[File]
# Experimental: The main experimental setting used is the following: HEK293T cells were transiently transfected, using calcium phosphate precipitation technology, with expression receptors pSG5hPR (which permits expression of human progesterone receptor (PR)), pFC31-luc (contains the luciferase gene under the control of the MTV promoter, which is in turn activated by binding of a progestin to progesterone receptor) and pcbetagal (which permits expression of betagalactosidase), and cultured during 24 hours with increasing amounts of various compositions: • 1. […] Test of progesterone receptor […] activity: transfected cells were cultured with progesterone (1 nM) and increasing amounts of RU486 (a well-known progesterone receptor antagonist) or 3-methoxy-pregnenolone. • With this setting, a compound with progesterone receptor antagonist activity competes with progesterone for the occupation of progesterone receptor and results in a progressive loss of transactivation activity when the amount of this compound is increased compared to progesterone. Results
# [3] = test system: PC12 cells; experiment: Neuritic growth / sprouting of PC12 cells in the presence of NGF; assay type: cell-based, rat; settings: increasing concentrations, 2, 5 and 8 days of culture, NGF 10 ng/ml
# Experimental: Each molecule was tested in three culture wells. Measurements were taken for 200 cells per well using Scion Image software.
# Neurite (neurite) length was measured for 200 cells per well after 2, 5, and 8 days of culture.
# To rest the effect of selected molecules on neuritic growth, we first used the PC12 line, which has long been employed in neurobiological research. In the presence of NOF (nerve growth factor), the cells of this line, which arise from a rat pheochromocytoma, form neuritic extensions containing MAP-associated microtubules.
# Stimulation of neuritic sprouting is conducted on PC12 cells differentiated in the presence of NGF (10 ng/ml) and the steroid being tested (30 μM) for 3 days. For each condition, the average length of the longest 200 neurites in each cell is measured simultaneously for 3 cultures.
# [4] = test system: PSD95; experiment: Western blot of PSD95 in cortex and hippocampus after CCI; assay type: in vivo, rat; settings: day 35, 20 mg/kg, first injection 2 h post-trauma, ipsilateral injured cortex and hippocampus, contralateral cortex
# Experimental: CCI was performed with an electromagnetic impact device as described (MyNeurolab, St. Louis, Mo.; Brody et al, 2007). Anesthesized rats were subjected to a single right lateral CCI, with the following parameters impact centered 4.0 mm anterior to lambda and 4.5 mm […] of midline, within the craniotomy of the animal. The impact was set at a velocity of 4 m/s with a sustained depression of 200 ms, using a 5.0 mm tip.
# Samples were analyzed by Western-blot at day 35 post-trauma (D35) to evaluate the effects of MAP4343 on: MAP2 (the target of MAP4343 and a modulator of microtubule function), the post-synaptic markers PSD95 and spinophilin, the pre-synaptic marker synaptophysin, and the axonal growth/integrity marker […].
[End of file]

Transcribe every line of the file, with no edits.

# Experimental: The main experimental setting used is the following: HEK293T cells were transiently transfected, using calcium phosphate precipitation technology, with expression receptors pSG5hPR (which permits expression of human progesterone receptor (PR)), pFC31-luc (contains the luciferase gene under the control of the MTV promoter, which is in turn activated by binding of a progestin to progesterone receptor) and pcbetagal (which permits expression of betagalactosidase), and cultured during 24 hours with increasing amounts of various compositions: • 1. […] Test of progesterone receptor […] activity: transfected cells were cultured with progesterone (1 nM) and increasing amounts of RU486 (a well-known progesterone receptor antagonist) or 3-methoxy-pregnenolone. • With this setting, a compound with progesterone receptor antagonist activity competes with progesterone for the occupation of progesterone receptor and results in a progressive loss of transactivation activity when the amount of this compound is increased compared to progesterone. Results
# [3] = test system: PC12 cells; experiment: Neuritic growth / sprouting of PC12 cells in the presence of NGF; assay type: cell-based, rat; settings: increasing concentrations, 2, 5 and 8 days of culture, NGF 10 ng/ml
# Experimental: Each molecule was tested in three culture wells. Measurements were taken for 200 cells per well using Scion Image software.
# Neurite (neurite) length was measured for 200 cells per well after 2, 5, and 8 days of culture.
# To rest the effect of selected molecules on neuritic growth, we first used the PC12 line, which has long been employed in neurobiological research. In the presence of NOF (nerve growth factor), the cells of this line, which arise from a rat pheochromocytoma, form neuritic extensions containing MAP-associated microtubules.
# Stimulation of neuritic sprouting is conducted on PC12 cells differentiated in the presence of NGF (10 ng/ml) and the steroid being tested (30 μM) for 3 days. For each condition, the average length of the longest 200 neurites in each cell is measured simultaneously for 3 cultures.
# [4] = test system: PSD95; experiment: Western blot of PSD95 in cortex and hippocampus after CCI; assay type: in vivo, rat; settings: day 35, 20 mg/kg, first injection 2 h post-trauma, ipsilateral injured cortex and hippocampus, contralateral cortex
# Experimental: CCI was performed with an electromagnetic impact device as described (MyNeurolab, St. Louis, Mo.; Brody et al, 2007). Anesthesized rats were subjected to a single right lateral CCI, with the following parameters impact centered 4.0 mm anterior to lambda and 4.5 mm […] of midline, within the craniotomy of the animal. The impact was set at a velocity of 4 m/s with a sustained depression of 200 ms, using a 5.0 mm tip.
# Samples were analyzed by Western-blot at day 35 post-trauma (D35) to evaluate the effects of MAP4343 on: MAP2 (the target of MAP4343 and a modulator of microtubule function), the post-synaptic markers PSD95 and spinophilin, the pre-synaptic marker synaptophysin, and the axonal growth/integrity marker […].